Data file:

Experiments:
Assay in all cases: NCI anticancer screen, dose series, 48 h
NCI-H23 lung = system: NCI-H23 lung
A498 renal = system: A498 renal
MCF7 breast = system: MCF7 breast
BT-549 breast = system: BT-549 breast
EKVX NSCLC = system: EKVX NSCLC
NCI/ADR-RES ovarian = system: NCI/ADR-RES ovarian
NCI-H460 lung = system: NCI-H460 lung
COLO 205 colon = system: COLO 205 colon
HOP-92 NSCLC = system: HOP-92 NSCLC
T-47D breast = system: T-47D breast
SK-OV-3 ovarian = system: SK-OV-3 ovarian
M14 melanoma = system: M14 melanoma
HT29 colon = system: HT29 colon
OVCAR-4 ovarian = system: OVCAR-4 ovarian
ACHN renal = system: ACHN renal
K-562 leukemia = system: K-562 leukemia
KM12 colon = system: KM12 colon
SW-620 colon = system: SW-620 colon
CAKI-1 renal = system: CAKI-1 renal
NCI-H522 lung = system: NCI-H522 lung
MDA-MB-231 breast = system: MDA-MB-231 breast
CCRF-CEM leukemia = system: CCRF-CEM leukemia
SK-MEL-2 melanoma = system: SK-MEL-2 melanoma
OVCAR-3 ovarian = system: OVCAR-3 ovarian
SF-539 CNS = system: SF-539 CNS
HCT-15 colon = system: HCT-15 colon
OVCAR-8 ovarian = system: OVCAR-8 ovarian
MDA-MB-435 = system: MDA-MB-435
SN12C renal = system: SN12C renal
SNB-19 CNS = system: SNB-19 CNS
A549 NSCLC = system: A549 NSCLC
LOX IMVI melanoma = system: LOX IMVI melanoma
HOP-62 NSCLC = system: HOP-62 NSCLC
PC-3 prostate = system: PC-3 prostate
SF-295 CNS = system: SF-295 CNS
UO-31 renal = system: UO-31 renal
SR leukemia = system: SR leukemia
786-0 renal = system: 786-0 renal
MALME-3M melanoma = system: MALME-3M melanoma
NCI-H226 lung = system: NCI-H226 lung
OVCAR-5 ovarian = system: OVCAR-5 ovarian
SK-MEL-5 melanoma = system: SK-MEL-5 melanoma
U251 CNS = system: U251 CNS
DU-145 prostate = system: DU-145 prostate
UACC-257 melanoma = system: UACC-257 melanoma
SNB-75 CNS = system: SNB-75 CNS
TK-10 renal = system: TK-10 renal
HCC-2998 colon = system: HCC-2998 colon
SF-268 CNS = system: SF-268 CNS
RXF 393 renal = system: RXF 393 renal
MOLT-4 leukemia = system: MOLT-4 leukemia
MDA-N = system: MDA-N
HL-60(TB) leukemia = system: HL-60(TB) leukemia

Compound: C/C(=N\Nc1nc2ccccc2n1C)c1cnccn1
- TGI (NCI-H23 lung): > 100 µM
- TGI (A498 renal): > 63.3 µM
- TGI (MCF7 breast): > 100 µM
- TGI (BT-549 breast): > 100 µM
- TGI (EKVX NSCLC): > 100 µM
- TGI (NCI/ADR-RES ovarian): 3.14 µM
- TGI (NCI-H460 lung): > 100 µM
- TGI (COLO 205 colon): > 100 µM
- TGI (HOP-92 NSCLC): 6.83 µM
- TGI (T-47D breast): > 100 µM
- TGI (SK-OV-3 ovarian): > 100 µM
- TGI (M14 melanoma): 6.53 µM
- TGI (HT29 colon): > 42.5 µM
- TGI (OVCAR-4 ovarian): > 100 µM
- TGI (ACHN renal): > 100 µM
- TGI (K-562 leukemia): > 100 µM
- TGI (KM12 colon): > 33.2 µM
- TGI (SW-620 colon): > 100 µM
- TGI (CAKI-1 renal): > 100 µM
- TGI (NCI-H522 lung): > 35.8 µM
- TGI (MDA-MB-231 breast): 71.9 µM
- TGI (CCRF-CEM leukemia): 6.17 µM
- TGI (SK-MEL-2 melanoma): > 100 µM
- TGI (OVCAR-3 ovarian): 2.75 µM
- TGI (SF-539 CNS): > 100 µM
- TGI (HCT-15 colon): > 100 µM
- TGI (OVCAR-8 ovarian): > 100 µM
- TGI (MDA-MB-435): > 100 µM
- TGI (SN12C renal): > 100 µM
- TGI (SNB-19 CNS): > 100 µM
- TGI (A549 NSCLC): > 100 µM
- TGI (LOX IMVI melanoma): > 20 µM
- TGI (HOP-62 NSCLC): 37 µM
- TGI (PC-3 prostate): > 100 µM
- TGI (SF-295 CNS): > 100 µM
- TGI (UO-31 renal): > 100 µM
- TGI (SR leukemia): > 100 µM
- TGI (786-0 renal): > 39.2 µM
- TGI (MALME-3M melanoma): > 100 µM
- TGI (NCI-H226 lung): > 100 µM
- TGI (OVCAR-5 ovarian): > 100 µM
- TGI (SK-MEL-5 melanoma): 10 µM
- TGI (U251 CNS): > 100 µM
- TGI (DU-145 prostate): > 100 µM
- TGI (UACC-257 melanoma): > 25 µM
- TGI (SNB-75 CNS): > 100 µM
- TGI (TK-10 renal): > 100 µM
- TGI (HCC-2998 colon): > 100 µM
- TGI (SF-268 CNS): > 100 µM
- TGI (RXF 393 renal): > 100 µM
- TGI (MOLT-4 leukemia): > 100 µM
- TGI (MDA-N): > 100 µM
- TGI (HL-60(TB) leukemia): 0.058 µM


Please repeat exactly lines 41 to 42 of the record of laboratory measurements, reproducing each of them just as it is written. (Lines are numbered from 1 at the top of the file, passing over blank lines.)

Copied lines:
MALME-3M melanoma = system: MALME-3M melanoma
NCI-H226 lung = system: NCI-H226 lung